December 9, 2012 – December 16, 2012
Global Witness Calls on Companies to Come Clean on Conflict Minerals Lawsuit
Global Witness, a non-governmental, not-for-profit organization, issued a press release calling on companies who are members of the U.S. Chamber of Commerce, National Association of Manufacturers, or the Business Roundtable to make clear exactly what their position is on the current lawsuit against the Securities and Exchange Commission to set aside or modify the Conflict Minerals Rule. Specifically, Global Witness would like the companies to (1) issue a public statement clearly outlining the company’s position in relation to the lawsuit; and, (2) encourage the Chamber of Commerce, NAM and the Business Roundtable to immediately withdraw their lawsuit.
Journal of Accountancy: Build a Strong Team to Comply with Conflict Minerals Rule
According to Ernst & Young (E&Y), conflict minerals compliance best practices include setting up a governance structure and developing a charter, work plan, timeline, and budget. Internal information should be sent to employees, training sessions can be conducted if necessary, and the audit committee and board of directors should be kept in the loop. E&Y offered the following specific guidance for engaging suppliers: (1) review procurement policies and supplier diligence practices, (2) consider including broader elements in a supplier code of conduct, (3) develop procedures for suspending or terminating suppliers that do not comply with your sourcing policies, (4) benchmark your supply chain policy against those of your competitors, and (5) when considering acquisitions, keep conflict minerals in mind. Other suggestions from E&Y include: using technology to identify red flags for further investigation, leverage industry associations for guidance, and maintain reviewable business records.
Squire Sanders Releases Interactive Flowchart for Conflict Minerals Compliance
An interactive flowchart prepared by Squire Sanders offers much needed guidance in navigating the Dodd-Frank conflict minerals disclosure requirements. The flowchart, an impressive visual tool, is augmented by narrative discussions of various topics and terms used in the conflict minerals rule and release. Further background can be found at the Squire Sanders conflict minerals resources page.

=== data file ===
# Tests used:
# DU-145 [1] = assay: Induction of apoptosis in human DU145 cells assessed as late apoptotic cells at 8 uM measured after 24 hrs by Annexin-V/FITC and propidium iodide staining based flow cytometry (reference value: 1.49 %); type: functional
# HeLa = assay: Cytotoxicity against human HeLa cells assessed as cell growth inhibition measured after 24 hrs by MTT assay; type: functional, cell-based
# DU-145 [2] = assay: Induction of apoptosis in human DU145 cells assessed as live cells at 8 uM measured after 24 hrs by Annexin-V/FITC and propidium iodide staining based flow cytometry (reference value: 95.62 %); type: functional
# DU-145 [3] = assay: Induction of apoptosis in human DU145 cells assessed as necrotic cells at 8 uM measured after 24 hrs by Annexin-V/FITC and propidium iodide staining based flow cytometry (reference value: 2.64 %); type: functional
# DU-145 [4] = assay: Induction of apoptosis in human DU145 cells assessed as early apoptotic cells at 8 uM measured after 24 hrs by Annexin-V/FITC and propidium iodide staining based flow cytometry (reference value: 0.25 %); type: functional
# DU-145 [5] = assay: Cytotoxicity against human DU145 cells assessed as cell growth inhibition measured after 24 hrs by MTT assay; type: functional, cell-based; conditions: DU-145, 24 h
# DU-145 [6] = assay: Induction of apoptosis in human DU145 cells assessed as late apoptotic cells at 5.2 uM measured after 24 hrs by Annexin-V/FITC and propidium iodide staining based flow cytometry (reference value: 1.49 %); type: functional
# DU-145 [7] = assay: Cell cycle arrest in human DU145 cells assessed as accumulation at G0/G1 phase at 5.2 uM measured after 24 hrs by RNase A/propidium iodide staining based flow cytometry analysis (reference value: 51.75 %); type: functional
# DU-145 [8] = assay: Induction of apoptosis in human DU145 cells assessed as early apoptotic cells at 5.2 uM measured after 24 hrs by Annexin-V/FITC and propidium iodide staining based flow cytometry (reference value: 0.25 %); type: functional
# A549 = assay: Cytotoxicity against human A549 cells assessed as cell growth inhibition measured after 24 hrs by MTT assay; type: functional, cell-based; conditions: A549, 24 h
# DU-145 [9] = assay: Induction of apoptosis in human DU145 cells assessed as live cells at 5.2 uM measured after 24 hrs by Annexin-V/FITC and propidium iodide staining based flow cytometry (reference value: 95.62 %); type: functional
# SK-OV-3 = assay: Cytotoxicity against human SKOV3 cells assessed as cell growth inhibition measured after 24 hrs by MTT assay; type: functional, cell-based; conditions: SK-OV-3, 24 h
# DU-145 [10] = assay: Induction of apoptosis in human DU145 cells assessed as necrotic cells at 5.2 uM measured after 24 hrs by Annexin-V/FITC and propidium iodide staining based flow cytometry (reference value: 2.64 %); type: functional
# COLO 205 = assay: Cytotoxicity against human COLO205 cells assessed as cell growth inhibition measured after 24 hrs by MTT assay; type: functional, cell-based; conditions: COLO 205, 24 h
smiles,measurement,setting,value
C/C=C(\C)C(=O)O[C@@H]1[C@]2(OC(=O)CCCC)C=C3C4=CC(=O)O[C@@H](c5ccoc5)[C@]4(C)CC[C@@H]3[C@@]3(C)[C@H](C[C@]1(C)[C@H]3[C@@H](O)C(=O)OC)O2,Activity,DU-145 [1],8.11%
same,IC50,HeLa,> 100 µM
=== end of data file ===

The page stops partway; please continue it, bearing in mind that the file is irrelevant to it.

EICC and GeSI Release PowerPoint Titled “Overview of Conflict Minerals”
This Electronic Industry Citizenship Coalition (EICC) and Global e-Sustainability Initiative (GeSI) PowerPoint provides readers with an overview of conflict minerals and discusses the resources and tools currently available for companies to use. EICC and GeSI have developed a Conflict Minerals Reporting Template to help companies gather due diligence information in a common format. In addition, EICC and GeSI have implemented a Conflict-Free Smelter (CFS) Program that requires Organisation for Economic Co-operation and Development (OECD) guidance to aid in the identification of smelters and refiners that have sourced conflict-free minerals.
American Coatings Association (ACA) Following the Conflict Minerals Rule
The ACA has received a number of inquiries on the conflict minerals rule, and is working closely with its members and other affected associations to obtain clarification on the rule.
Ethical Jewelry? Conflict Minerals to Face Rules Starting January 1st
Because of the conflict minerals federal-disclosure requirement, Paul A. Griffin, professor at the University of California, Davis Graduate School of Management, contends that items containing conflict minerals could rise in price overall. Professor Griffin expects the manufacturer to pass along the extra cost of compliance, ultimately hitting the pocketbook of everyday consumers. In addition, Professor Griffin notes that the conflict minerals rule could impact the stock market starting in January, especially American businesses, as companies in China and other countries are not subject to the new rule and do not have to incur additional compliance costs. Finally, he highlights that it may be more difficult for individuals to sell heirloom jewelry if they have no documentation detailing the origin of the gold or other minerals contained in the jewelry.
USS-POSCO Industries – Use of Conflict Minerals Letter
USS-POSCO Industries (UPI), an owner and operator of a steel finishing plant in California, represents in a letter dated December 12, 2012, that to the best of [its] knowledge, the products supplied by USS-POSCO Industries to [its] customers are free of any conflict minerals as that term is defined in Section 1502 of the Dodd-Frank Wall Street Reform and Consumer Protection Act. This is an example of a supplier representation letter that could be useful for UPI’s customers when conducting their reasonable country of origin inquiry.